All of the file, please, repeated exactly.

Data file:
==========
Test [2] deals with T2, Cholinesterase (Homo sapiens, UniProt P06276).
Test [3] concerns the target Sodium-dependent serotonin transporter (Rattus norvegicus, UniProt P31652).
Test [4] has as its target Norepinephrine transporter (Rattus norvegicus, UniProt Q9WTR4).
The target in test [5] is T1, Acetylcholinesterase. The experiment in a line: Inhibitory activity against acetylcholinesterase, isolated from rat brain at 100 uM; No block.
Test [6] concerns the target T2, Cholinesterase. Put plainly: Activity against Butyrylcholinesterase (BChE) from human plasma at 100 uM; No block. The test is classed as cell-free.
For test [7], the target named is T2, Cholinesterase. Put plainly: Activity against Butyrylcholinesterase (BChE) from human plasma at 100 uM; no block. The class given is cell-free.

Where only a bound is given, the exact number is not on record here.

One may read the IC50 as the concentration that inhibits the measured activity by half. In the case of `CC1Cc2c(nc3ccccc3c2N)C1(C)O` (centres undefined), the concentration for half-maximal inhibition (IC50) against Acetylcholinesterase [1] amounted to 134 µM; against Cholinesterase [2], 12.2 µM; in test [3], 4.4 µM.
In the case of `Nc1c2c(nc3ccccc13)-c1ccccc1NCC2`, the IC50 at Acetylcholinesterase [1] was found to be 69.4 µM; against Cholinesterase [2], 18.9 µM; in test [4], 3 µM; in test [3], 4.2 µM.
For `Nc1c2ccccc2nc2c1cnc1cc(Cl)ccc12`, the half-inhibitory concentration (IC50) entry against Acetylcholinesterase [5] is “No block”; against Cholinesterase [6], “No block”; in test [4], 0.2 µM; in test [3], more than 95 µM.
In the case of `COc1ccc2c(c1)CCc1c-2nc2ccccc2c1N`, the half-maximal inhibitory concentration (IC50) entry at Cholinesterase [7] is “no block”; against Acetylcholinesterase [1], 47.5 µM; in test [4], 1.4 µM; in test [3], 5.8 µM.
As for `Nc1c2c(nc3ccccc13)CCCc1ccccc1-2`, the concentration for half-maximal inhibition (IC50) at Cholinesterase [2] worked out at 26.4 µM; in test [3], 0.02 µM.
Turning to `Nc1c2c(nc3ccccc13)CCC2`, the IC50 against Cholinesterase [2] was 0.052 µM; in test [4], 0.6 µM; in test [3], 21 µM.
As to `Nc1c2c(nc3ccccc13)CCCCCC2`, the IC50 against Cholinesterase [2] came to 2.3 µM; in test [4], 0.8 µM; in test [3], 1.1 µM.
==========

Test [2] deals with T2, Cholinesterase (Homo sapiens, UniProt P06276).
Test [3] concerns the target Sodium-dependent serotonin transporter (Rattus norvegicus, UniProt P31652).
Test [4] has as its target Norepinephrine transporter (Rattus norvegicus, UniProt Q9WTR4).
The target in test [5] is T1, Acetylcholinesterase. The experiment in a line: Inhibitory activity against acetylcholinesterase, isolated from rat brain at 100 uM; No block.
Test [6] concerns the target T2, Cholinesterase. Put plainly: Activity against Butyrylcholinesterase (BChE) from human plasma at 100 uM; No block. The test is classed as cell-free.
For test [7], the target named is T2, Cholinesterase. Put plainly: Activity against Butyrylcholinesterase (BChE) from human plasma at 100 uM; no block. The class given is cell-free.

Where only a bound is given, the exact number is not on record here.

One may read the IC50 as the concentration that inhibits the measured activity by half. In the case of `CC1Cc2c(nc3ccccc3c2N)C1(C)O` (centres undefined), the concentration for half-maximal inhibition (IC50) against Acetylcholinesterase [1] amounted to 134 µM; against Cholinesterase [2], 12.2 µM; in test [3], 4.4 µM.
In the case of `Nc1c2c(nc3ccccc13)-c1ccccc1NCC2`, the IC50 at Acetylcholinesterase [1] was found to be 69.4 µM; against Cholinesterase [2], 18.9 µM; in test [4], 3 µM; in test [3], 4.2 µM.
For `Nc1c2ccccc2nc2c1cnc1cc(Cl)ccc12`, the half-inhibitory concentration (IC50) entry against Acetylcholinesterase [5] is “No block”; against Cholinesterase [6], “No block”; in test [4], 0.2 µM; in test [3], more than 95 µM.
In the case of `COc1ccc2c(c1)CCc1c-2nc2ccccc2c1N`, the half-maximal inhibitory concentration (IC50) entry at Cholinesterase [7] is “no block”; against Acetylcholinesterase [1], 47.5 µM; in test [4], 1.4 µM; in test [3], 5.8 µM.
As for `Nc1c2c(nc3ccccc13)CCCc1ccccc1-2`, the concentration for half-maximal inhibition (IC50) at Cholinesterase [2] worked out at 26.4 µM; in test [3], 0.02 µM.
Turning to `Nc1c2c(nc3ccccc13)CCC2`, the IC50 against Cholinesterase [2] was 0.052 µM; in test [4], 0.6 µM; in test [3], 21 µM.
As to `Nc1c2c(nc3ccccc13)CCCCCC2`, the IC50 against Cholinesterase [2] came to 2.3 µM; in test [4], 0.8 µM; in test [3], 1.1 µM.